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Kim Potter Trial, Dec. 20 Live Updates: Defense Says ‘Daunte Wright Caused His Own Death’

MINNEAPOLIS (WCCO) — Closing arguments in the Kim Potter trial are underway Monday morning.

The former Brooklyn Center police officer who shot and killed Daunte Wright is charged with manslaughter. She has said she meant to use her Taser instead of her handgun.

Below are updates, beginning with the latest.

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UPDATE (11:50 a.m.): During the defense’s closing argument, attorney Earl Gray argued that “Daunte Wright caused his own death, unfortunately.”

Gray argued the jury must find his client, Kim Potter, not guilty, because Wright’s actions during the traffic stop were a “superseding cause” of death that makes Potter not criminally liable.

He also argued that Potter is innocent of the first-degree manslaughter charge, because of the element of committing a “conscious or intentional act.”

“How could she have recklessly handled a firearm if she didn’t even know she had one?” Gray said.

Potter’s defense attorney again brought up the concept of “action error,” which a defense expert testified was doing one thing when meaning to do another. He reiterated the defense’s assertion that Potter killing Wright was a mistake.

“A mistake is not a crime,” Gray said. “In the walk of life, nobody’s perfect. Everybody makes mistakes. Some of those mistakes are small mistakes, but some of them are very serious.”

Gray told the jury that this is “a very emotional case, but you have to look at the law and evidence.”

“[The state] failed in every element,” he continued. “Miserably failed. and I hope that you come to the fair conclusion of not guilty, based on the evidence.”

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UPDATE (10:35 a.m.): During the state’s closing argument, Assistant Attorney General Erin Eldridge told the jury the Kim Potter trial is about “the defendant’s actions, not Daunte Wright’s.”

The state replayed parts of bodycam footage of the shooting for the jury, and ran through every element of the manslaughter charges against Potter.

The first-degree manslaughter charge includes the element that a death must have been caused by the “reckless handling or use of a firearm.”

“She drew a deadly weapon, she aimed it, she pointed it at Daunte Wright’s chest and she fired,” Eldridge said.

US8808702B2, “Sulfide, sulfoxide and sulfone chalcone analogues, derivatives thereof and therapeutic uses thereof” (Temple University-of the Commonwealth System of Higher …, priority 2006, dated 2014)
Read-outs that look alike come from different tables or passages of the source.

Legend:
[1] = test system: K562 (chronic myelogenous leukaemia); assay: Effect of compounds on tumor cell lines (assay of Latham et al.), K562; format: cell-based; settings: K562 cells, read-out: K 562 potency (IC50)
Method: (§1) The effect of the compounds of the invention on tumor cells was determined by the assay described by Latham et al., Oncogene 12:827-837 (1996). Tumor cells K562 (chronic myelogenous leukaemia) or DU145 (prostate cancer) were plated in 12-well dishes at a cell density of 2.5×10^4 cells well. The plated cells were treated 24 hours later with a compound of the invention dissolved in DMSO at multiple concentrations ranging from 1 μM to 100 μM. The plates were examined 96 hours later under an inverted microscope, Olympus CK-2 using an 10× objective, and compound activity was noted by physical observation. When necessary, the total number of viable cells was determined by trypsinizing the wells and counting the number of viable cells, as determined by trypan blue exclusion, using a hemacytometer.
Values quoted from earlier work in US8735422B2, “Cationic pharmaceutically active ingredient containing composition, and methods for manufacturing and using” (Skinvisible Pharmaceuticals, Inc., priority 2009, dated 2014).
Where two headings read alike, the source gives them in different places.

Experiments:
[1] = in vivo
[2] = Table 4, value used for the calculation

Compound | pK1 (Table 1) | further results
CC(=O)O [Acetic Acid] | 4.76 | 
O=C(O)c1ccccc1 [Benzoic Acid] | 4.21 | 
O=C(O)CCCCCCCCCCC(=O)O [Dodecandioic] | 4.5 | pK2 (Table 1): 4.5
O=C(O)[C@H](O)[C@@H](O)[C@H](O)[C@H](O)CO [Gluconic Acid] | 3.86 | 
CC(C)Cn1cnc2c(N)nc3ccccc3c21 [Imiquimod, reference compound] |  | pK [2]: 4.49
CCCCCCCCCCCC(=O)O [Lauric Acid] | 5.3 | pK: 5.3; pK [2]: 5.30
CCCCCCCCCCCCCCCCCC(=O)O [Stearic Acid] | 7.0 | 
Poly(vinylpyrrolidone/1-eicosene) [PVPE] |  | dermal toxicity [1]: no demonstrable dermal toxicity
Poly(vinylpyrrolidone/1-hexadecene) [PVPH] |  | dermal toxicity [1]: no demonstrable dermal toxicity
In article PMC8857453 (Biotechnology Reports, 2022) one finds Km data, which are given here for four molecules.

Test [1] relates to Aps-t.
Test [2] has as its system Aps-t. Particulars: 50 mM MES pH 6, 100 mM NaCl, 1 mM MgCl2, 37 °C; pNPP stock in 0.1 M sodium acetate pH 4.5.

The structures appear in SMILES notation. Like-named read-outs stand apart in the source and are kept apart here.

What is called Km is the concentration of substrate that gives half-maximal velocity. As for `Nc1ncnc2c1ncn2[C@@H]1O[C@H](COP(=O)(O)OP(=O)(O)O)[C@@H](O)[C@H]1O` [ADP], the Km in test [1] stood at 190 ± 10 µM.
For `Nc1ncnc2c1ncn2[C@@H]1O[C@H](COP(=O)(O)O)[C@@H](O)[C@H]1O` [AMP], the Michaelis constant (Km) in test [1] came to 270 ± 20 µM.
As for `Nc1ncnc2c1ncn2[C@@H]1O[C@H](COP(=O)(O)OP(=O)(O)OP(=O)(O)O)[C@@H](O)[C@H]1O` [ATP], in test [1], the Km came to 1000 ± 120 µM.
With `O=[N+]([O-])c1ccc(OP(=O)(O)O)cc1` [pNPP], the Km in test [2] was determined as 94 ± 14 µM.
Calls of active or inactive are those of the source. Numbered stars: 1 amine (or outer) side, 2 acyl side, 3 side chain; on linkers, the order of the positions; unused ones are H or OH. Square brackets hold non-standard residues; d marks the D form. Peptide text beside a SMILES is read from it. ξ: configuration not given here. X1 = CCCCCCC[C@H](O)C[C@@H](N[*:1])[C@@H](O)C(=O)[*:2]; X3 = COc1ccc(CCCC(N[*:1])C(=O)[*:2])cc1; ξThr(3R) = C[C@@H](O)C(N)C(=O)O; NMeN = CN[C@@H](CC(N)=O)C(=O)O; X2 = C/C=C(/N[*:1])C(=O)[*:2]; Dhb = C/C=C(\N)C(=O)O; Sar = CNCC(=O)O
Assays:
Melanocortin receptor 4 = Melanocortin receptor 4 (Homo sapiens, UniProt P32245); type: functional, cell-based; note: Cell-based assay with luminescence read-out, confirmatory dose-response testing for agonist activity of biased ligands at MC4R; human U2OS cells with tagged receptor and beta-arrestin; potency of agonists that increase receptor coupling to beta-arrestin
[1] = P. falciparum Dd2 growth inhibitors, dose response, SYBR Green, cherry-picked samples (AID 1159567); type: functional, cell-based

Eldridge attacked the defense’s argument that Potter feared for her fellow officer’s life, prompting her to draw what she says she thought was her Taser.

“The defendant didn’t save Sgt. Johnson’s life,” Eldridge said. “If anybody saved Sgt. Johnson’s life, it was Daunte Wright when he took a bullet to the chest.”

The prosecution also went after the defense’s repeated assertion that Potter made a mistake that did not amount to a crime.

“An accidental killing is still a crime if the defendant’s actions are reckless or culpably negligent,” Eldridge said. “Human nature did not kill Daunte Wright. The defendant did.”

“It was a tragedy of her own making. And it’s not just a tragedy, it’s manslaughter,” Eldridge continued. “She chose right instead of left. She chose wrong instead of right. She chose her gun and she shot and killed Daunte Wright.”

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UPDATE (9:20 a.m.): After Judge Regina Chu gave the jury their instructions, Assistant Attorney General Erin Eldridge has begun the state’s closing argument.

“The defendant told you her sons will be home for the holidays,” Eldridge began. “You know who won’t be home for the holidays is Daunte Wright.”

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READ MORE: ‘The Facts Really Aren’t Disputed’: The Key Points To Be Made In Kim Potter Trial’s Closing Arguments

UPDATE (9 a.m.): Potter took the stand on Friday, breaking down during questioning by both the defense and prosecution.

“I remember yelling ‘Taser! Taser! Taster!’ and nothing happened. And then [Wright] told me I shot him,” Potter said as the defense walked her through the shooting.

During the state’s cross-examination, Assistant Attorney General Erin Eldridge questioned Potter about her reaction after the shooting. After Potter earlier testified a fellow officer “had a look of fear on his face” during the scuffle that was “nothing I’d seen before,” Eldridge made the point Potter did not check in on that officer after shooting Wright. Nor did she attempt to provide aid to Wright, Eldridge said.

“I’m sorry it happened,” Potter said. “I didn’t want to hurt anybody.”

After closing arguments, Potter’s fate will be in the hands of the jury. They will be sequestered during deliberations. Criminal defense attorney Joe Tamburino, who is unaffiliated with the Potter trial, said he believes there will be a verdict before the holiday weekend.


Source: CBS Minnesota

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